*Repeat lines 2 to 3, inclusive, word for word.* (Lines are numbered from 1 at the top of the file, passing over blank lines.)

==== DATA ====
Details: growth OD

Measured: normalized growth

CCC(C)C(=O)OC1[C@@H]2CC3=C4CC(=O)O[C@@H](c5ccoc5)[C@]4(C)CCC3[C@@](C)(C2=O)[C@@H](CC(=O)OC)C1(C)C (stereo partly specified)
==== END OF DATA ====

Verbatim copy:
Measured: normalized growth

CCC(C)C(=O)OC1[C@@H]2CC3=C4CC(=O)O[C@@H](c5ccoc5)[C@]4(C)CCC3[C@@](C)(C2=O)[C@@H](CC(=O)OC)C1(C)C (stereo partly specified)